In my quest to read more of the classics I picked this book to see if the Disney tale most of us are familiar with is true to the original or not. First off, it's been a while since I saw the Disney animation but I'm pretty sure it didn't strictly follow the book. That wasn't a big surprise at all. However what I hadn't realised is that The Jungle Book is actually a number of short stories and songs or verses.
The most familiar is the first, Mowgli's brothers, about the man cub raised by wolves who has to take on his sworn enemy Shere Khan. The next one is The White Seal. In this story Kotick the seal dedicates himself to searching for a new home for his fellow seals, one where they aren't living with the threat of man. The third is Rikki Tikki Tavi, about a young mongoose of the same name who takes on cobras to protect his adopted human family. Next comes Toomai of the Elephants which relates the experience of a young boy from a long line of elephant handlers who has a unique bond and a one off experience with the elephant his father handles. Finally come Her Majesty's Servants, which recounts the overheard conversation of a group of Army animals.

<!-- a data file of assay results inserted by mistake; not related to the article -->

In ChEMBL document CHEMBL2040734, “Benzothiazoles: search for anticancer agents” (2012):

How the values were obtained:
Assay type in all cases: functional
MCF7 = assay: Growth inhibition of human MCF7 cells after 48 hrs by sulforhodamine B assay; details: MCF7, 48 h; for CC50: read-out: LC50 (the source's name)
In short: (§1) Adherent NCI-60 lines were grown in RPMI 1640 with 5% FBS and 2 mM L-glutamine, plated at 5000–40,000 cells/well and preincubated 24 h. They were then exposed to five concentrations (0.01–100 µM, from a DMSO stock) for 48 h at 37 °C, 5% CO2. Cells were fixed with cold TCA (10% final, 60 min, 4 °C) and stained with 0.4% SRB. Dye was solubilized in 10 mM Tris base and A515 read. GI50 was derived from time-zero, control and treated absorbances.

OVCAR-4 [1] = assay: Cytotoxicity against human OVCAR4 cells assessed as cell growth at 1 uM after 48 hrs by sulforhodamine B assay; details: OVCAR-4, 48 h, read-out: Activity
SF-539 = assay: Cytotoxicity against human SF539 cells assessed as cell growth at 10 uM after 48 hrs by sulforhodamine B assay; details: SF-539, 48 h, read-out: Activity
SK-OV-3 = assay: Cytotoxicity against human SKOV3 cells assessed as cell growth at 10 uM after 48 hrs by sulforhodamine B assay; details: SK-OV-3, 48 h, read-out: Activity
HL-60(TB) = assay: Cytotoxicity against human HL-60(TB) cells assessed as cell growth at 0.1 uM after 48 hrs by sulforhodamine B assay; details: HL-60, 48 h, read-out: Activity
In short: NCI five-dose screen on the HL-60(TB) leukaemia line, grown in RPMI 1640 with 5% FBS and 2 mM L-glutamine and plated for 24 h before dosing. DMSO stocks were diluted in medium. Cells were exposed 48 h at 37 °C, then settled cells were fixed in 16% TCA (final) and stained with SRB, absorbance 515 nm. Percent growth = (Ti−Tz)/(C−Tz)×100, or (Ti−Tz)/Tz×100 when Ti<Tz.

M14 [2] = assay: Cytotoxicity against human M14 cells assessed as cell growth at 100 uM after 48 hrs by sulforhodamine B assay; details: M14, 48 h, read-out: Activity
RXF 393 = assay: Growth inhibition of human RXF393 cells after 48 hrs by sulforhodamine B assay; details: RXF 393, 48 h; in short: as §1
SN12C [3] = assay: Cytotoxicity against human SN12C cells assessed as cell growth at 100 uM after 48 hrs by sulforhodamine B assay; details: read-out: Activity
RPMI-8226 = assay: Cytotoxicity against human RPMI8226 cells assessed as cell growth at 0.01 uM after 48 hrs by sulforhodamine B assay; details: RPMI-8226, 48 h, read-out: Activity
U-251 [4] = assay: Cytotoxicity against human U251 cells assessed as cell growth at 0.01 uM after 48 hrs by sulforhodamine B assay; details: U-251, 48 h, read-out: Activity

The language in places is archaic, and elsewhere exotic, reflecting the settings of the stories and Kipling's background. Throughout the stories the animals are given human traits and the tales are moral stories, reflections on human society or both. I don't think they would be an easy read for a young person primarily because of the language used, particularly in Mowgli's Brothers, but they do make wonderful stories I fully plan on reading my little girl when she's bigger. There are parts that might make some people uncomfortable, such as Mowgli's killing of Shere Khan and the aftermath, so I'd urge caution if you are thinking of these stories for very young children.
I particularly enjoyed Rikki Tikki Tavi, as the mongoose hero is such a lovely, funny character, and the conversation between the Army animals, as they discuss their different fears and strengths is wonderful. I have no doubt I will be going back to The Jungle Book and dipping into the stories on their own rather than reading them all in one go, and no doubt I'll be looking to add more Kipling to my kindle. A note of warning though - the free version is very poorly formatted, with no clear breaks between the stories and verses which I found confusing when I didn't expect it to be more than one story, and will make navigating in future more difficult. If formatting is a bugbear for you I'd suggest getting another version.